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March 29, 2012

MarkLogic Looks to New Generation of Developers

Datanami Staff

This week MarkLogic tipped its collective hat to the next generation of big data talent by announcing free academic licensing for MarkLogic 5 server that extends to both students and faculty.

The license, which is directed at data-intensive science and research, comes with no strings attached on the storage side and can extend across thousands of nodes to work on petabyte-sized data sets.

In essence, students and faculty will have a two-year window to tap into the core components of the enterprise edition, including clustering, replication, failover, alerting, geospatial indexing and search and conversion.

The company says that with the functionality allotted, just as with the enterprise version students can build their cluster, load up and go in the cloud or on site. The problem with free licensing, however, is that if you run into problems, it’s the job of the community to support you since there is none offered with the free licensing.

On that note, the company’s CEO, Mark Avenur describes why he thinks MarkLogic 5 is noteworthy, with a nod to what it could mean for the new generation of big data applications.

According to Keith Carlson, COO at MarkLogic, “Students and educators are on the front lines of the next generation work force. We’re excited to see the types of applications that are built with the MarkLogic academic license.” Carlson points to the many students at institutions worldwide that are working on unique big data applications and says that granting access to MarkLogic “will lead to some very compelling use cases.”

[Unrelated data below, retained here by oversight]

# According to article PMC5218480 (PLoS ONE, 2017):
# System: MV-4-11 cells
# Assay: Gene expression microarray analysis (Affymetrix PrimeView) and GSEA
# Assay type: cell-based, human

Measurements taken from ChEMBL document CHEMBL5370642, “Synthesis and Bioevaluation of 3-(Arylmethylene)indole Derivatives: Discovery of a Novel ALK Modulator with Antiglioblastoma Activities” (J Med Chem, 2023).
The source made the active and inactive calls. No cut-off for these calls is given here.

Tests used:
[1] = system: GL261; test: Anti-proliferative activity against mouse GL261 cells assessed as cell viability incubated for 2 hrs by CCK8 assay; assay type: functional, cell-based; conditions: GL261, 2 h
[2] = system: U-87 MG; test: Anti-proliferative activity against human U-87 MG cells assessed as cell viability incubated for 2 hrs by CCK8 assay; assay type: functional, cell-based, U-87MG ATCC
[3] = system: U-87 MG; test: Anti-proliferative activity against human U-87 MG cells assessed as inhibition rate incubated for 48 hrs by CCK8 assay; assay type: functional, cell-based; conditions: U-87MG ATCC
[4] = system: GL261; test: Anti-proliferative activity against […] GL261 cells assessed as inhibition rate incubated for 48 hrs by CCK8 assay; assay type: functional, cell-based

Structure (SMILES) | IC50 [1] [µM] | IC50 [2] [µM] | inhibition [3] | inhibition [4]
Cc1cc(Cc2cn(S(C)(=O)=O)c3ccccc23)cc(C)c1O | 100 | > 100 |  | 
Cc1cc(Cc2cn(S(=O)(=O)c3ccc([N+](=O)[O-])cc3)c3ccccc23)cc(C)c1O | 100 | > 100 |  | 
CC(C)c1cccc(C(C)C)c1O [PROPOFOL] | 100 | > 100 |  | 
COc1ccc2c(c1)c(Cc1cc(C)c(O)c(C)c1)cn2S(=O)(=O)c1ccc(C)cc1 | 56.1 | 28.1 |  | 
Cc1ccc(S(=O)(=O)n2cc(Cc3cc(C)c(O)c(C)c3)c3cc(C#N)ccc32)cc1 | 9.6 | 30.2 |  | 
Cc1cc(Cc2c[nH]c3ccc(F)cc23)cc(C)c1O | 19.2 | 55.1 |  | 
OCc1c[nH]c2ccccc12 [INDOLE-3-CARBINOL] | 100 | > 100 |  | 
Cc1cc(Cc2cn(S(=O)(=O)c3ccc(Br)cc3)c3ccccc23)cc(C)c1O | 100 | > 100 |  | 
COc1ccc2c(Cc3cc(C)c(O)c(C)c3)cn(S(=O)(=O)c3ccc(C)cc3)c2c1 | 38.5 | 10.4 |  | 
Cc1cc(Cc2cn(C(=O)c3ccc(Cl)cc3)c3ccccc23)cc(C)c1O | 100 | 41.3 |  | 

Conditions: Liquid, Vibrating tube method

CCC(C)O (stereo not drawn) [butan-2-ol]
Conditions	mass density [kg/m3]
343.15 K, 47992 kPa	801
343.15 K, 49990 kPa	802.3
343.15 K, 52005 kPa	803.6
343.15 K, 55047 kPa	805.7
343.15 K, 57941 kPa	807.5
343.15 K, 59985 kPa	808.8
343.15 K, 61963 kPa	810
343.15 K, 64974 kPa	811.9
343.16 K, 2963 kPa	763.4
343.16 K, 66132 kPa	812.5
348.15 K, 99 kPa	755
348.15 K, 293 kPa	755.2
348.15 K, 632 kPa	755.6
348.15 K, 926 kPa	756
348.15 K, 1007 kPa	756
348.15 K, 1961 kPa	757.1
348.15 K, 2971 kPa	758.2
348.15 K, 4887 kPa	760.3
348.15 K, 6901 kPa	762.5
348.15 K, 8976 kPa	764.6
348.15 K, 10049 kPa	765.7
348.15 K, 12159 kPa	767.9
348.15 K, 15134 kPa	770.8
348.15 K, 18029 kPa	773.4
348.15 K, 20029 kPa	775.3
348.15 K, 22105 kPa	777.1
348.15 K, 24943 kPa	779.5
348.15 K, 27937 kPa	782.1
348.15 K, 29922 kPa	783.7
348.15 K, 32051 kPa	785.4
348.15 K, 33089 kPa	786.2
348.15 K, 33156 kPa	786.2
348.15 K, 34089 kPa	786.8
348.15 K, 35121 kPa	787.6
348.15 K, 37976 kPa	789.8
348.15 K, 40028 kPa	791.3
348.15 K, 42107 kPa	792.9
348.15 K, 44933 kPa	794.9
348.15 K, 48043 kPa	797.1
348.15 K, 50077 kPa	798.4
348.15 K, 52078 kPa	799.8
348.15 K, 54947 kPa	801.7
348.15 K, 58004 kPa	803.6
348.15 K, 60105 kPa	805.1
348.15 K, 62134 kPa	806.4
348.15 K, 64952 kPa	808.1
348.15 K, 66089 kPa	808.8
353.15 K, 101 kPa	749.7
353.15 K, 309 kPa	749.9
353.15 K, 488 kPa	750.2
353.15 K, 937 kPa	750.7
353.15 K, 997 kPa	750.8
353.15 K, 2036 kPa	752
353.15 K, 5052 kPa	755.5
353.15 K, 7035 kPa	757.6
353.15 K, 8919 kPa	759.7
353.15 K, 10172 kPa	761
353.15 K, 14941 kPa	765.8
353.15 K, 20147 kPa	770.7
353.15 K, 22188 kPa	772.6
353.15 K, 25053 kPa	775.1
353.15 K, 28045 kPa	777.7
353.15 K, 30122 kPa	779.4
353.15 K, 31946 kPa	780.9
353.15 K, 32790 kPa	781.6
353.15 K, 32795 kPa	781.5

The “free license” pitch is one that MarkLogic already understands well. Not long ago the company incentivized developers with a free version of MarkLogic Express to build production apps.

To tap into the free academic license, potential users need to join up with MarkLogic and go through a procedure to request and verify the license.

This is a great lead generation program for a company that’s tying its string to the future of big data developers. The company gets digs on who the new crop of developer students will be and can direct their offerings at them again after they (presumably) land a job. Ideally, they will have grown to love MarkLogic so much in the meantime that living it without would be misery.

Aside from that, as Carlson stated, what better way to show what’s possible from the developer side than shove a product under the noses of some of the brightest young minds yet to enter the workforce?

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